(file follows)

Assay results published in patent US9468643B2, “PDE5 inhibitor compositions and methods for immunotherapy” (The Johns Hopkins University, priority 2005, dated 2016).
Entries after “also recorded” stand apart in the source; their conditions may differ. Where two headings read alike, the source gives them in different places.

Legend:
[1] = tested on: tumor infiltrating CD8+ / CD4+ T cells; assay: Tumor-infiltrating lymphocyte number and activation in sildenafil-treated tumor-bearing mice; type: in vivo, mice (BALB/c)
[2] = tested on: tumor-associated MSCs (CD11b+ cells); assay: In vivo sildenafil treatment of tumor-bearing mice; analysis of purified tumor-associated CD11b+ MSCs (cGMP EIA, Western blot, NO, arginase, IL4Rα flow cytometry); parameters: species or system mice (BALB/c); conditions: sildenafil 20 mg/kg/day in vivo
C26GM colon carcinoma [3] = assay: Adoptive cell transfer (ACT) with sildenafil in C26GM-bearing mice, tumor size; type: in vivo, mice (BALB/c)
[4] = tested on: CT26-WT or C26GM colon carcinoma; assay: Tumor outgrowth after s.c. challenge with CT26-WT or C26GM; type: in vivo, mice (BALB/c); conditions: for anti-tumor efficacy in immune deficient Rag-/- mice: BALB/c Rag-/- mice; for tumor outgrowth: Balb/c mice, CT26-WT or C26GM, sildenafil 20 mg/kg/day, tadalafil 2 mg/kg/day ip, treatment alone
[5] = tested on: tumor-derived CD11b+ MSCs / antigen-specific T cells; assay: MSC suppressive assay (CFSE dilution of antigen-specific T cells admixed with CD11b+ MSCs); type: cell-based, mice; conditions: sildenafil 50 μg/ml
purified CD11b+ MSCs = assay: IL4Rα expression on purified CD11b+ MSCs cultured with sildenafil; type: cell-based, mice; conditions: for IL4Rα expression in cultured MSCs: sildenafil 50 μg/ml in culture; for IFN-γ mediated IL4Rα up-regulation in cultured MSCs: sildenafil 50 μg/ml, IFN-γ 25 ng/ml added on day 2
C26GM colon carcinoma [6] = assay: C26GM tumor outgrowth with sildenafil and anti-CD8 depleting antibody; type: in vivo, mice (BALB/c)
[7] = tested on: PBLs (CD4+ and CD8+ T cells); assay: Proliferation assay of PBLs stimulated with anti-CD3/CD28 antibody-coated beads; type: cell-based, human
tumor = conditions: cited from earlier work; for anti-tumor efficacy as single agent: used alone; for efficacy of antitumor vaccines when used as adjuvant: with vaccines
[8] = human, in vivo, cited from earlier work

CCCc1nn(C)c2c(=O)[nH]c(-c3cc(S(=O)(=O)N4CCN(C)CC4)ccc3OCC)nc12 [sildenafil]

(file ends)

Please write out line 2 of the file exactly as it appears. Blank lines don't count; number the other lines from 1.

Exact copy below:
Entries after “also recorded” stand apart in the source; their conditions may differ. Where two headings read alike, the source gives them in different places.